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So I have this 1978 Fender Stratocaster that I am refretting. It has a maple neck. The damn micro tilt after years of use, has kinked the upper fretboard up (a rising tongue condition). There was a buzz in the upper register. With the truss rod almost loose, it looked like it had 0.012" of relief at the 12th fret, but it didnt. The extra rise in the upper fretboard made it look that way.
With the customers permission, I sanded away the warped wood from the 15th to 21st fret so its flat. Keep in mind that I never took any wood off the neck below the 15th fret. Just the tongue where it's supposed to be either flat, or have a bit of fallaway. But now there is only 0.007" of relief at the 12th fret with the truss rod completely loose. It turns out that this neck has a lot of back bow.... usually it's the opposite with older guitars I figured.
I'm thinking of adjusting the truss rod so its around 1/2 to 3/4 of a turn in its travel and sanding the fretboard flat..... then I figure I can loosen the truss rod and give it relief as it needs.
Have you dealt with this issue before? And does this sound like a reasonable correction?

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Seems I can't edit my post...?
Anyhoo, The first pic is off the upper fretboard with the rise! The second pick is of the backbow in the neck. The third pic is of the upper fretboard after I had sanded the rise and made it flat. Here is an extra photo lol. I used a 7-1/4" radiused sanding block. Why it uploaded upside down I dont know. The pic is not like that in my files.

looks like you're dealing with it nicely (how ya liking that metal stew-mac jig? i just upgraded to one myself recently and am lovin' it)

i might have tried to address some of those issues with heat-clamping first to see if maybe i didn't need to sand so much away after, but i dunno, the jury still seems to be out on the longevity of that kind of fix.

as for the micro-tilt, that likely had nothing to do with the rising tongue/neck kink thing; look at your first picture, the kink is happening around 14, i.e., before the neck even reaches the body pocket!

if you look, you'll usually find the kink happens right where the neck transitions from round to square in the back, it's a "concentration of stress" failure right at the transition.

Thanks for the reply Walter.

It's a weird scenario... the neck backbows very easily, yet when adjusted as straight as I could get it, the neck had an upward bow in the upper register.

Thinking about using a fret barber and filing off the barbs on new frets to loosen the neck up a bit. Then maybe it might go into a bit more relief. If not, I'll pluck em and sand it a bit.

This neck has no separate fretboard. I wonder if heating will do much. I read that if there is a separate fretboard, the heat/clamp will slip the glue joint so the neck will straighten out, then can be held straight with fret compression after.

Where this is one piece maple will heat do much I wonder?

As for the neck jig, I love it. Seems to be way better than other means of supporting the neck during fret leveling with just hands. A bit of time to jig a guitar, but worth the time it takes for the convenience and precision during fretwork afterwards.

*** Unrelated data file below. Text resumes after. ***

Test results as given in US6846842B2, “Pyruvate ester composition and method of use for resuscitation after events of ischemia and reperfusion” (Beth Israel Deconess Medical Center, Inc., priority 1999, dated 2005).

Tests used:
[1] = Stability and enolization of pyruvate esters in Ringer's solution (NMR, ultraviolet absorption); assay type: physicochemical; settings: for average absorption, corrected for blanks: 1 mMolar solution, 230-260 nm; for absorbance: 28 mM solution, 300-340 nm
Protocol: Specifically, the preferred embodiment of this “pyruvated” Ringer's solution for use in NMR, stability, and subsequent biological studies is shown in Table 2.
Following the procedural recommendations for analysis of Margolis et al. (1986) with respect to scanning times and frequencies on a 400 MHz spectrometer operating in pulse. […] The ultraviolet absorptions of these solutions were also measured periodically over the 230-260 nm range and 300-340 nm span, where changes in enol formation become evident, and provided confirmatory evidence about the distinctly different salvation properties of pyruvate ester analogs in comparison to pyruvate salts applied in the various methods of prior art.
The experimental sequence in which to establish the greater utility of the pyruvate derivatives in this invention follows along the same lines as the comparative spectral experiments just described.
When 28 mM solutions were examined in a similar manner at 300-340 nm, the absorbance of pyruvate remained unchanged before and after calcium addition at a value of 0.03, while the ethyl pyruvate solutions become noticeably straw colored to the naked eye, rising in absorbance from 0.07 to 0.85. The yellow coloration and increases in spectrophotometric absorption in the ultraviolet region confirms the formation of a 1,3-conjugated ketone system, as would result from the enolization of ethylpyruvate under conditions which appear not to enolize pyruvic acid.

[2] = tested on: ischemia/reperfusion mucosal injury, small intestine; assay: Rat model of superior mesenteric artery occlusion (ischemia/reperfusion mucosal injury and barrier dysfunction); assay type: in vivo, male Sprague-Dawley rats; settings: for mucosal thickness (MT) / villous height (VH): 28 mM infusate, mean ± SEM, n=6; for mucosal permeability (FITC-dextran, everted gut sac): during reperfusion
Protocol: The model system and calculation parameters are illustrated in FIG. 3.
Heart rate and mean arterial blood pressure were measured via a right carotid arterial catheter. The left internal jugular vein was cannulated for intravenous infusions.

i'm skeptical of the "glue joint slipping" theory of neck heating; that may be a side effect but i don't think it's the main factor.

if you heat up wood and bend it it will in fact conform to a new shape and stay there, that's how acoustic instrument sides are made. 

Hi all,

Acoustic sides are less than 1/8th inch thick, soaked and hit with steam.  Maple Necks  are an inch or so thick and to get them to bend, and stay bent with a bit of heating and some pressure is a difficult ask.  Anything is possible I suppose.   Fender necks kink at the 14th and no amount of wishing will get them to lay flat once they have gone.

Pull (slide) the  frets - may as well as you are halfway there anyway,  see what the board looks like, pre stress the neck with the trussrod, lock up the jig to that setting, sand it flat with a 20”” caul,    Program  some drop away (3 to 5 thou) from the 15th onwards and refret with something like 50 x 80 wire to give you some post Refret wiggle room.   The bigger wire choices need to be scrutinised regards fret barb width and depth but the principles are the same. 

The principle is to accept the neck has done whatever it was going to do, dressit a bit and then final fix with a consistent fret set across the whole span.

Thats what I know. 

Regards,

Rusty

Thanks Rusty:

So yea, I have already got the upper fretboard flattened. I may sand a bit of fallaway as well. As for sanding in some relief into the neck (since with truss rod totally loose I only have 0.007" @ 12th fret), does it sound reasonable to adjust the truss rod to roughly 3/4 of its travel and sand it flat there? At 3/4 of a turn there is about 0.015" of backbow (gap at the 2nd fret) which seems like an awful lot compared to what I normally see when a truss rod is roughly set at that stage.

Then I figure I should get plenty of relief when the truss rod is loosened? Plus I know I can still have headroom to get it straight and even backbow slightly if I adjust the rod to its max travel....?

Hi Michael, 

thats the basic idea which you have got already, it’s too hard to make a call as to the exact settings to achieve a result as you wish. I usually scare myself with being a bit too fine especially with bigger dimension tangs compressing the neck. However as you are fretting in an area which won’t compress a lot you are pretty safe.  Around 12 to 15 thou with no stress and unfretted is what one of the big West Coast “super strat” guys machines into his boards in the build process (if that info is useful).   Go slow and check yr logic while doing so.

Regards, Rusty

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